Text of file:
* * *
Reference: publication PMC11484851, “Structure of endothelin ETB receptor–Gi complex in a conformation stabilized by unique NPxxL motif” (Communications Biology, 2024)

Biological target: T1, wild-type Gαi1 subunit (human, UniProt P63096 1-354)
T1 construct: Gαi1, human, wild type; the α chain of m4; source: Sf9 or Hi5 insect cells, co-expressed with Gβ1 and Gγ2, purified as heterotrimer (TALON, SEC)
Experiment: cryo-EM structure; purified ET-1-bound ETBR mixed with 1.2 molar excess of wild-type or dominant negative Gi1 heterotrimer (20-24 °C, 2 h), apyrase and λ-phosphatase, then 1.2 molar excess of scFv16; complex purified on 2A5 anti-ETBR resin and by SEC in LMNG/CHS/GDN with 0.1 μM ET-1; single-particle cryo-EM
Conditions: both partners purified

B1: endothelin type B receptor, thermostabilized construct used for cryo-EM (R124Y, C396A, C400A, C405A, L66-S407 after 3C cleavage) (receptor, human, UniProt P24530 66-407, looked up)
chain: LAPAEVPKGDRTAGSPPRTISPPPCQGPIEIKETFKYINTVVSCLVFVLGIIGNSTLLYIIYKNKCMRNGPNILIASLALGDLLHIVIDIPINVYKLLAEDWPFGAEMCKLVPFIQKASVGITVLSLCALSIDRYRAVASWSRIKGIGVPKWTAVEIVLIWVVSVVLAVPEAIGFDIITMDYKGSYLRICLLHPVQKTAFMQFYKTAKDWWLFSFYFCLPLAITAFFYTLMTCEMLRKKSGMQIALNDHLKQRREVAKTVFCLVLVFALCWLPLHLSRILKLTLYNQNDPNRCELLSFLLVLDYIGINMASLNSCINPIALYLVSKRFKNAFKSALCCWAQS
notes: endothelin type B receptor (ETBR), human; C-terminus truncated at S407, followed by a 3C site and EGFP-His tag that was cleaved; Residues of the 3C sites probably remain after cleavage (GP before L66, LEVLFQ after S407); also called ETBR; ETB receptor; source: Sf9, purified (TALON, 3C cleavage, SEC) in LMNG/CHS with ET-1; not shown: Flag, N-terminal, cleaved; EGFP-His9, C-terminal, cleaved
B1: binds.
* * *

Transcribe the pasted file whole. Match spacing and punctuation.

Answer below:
Reference: publication PMC11484851, “Structure of endothelin ETB receptor–Gi complex in a conformation stabilized by unique NPxxL motif” (Communications Biology, 2024)

Biological target: T1, wild-type Gαi1 subunit (human, UniProt P63096 1-354)
T1 construct: Gαi1, human, wild type; the α chain of m4; source: Sf9 or Hi5 insect cells, co-expressed with Gβ1 and Gγ2, purified as heterotrimer (TALON, SEC)
Experiment: cryo-EM structure; purified ET-1-bound ETBR mixed with 1.2 molar excess of wild-type or dominant negative Gi1 heterotrimer (20-24 °C, 2 h), apyrase and λ-phosphatase, then 1.2 molar excess of scFv16; complex purified on 2A5 anti-ETBR resin and by SEC in LMNG/CHS/GDN with 0.1 μM ET-1; single-particle cryo-EM
Conditions: both partners purified

B1: endothelin type B receptor, thermostabilized construct used for cryo-EM (R124Y, C396A, C400A, C405A, L66-S407 after 3C cleavage) (receptor, human, UniProt P24530 66-407, looked up)
chain: LAPAEVPKGDRTAGSPPRTISPPPCQGPIEIKETFKYINTVVSCLVFVLGIIGNSTLLYIIYKNKCMRNGPNILIASLALGDLLHIVIDIPINVYKLLAEDWPFGAEMCKLVPFIQKASVGITVLSLCALSIDRYRAVASWSRIKGIGVPKWTAVEIVLIWVVSVVLAVPEAIGFDIITMDYKGSYLRICLLHPVQKTAFMQFYKTAKDWWLFSFYFCLPLAITAFFYTLMTCEMLRKKSGMQIALNDHLKQRREVAKTVFCLVLVFALCWLPLHLSRILKLTLYNQNDPNRCELLSFLLVLDYIGINMASLNSCINPIALYLVSKRFKNAFKSALCCWAQS
notes: endothelin type B receptor (ETBR), human; C-terminus truncated at S407, followed by a 3C site and EGFP-His tag that was cleaved; Residues of the 3C sites probably remain after cleavage (GP before L66, LEVLFQ after S407); also called ETBR; ETB receptor; source: Sf9, purified (TALON, 3C cleavage, SEC) in LMNG/CHS with ET-1; not shown: Flag, N-terminal, cleaved; EGFP-His9, C-terminal, cleaved
B1: binds.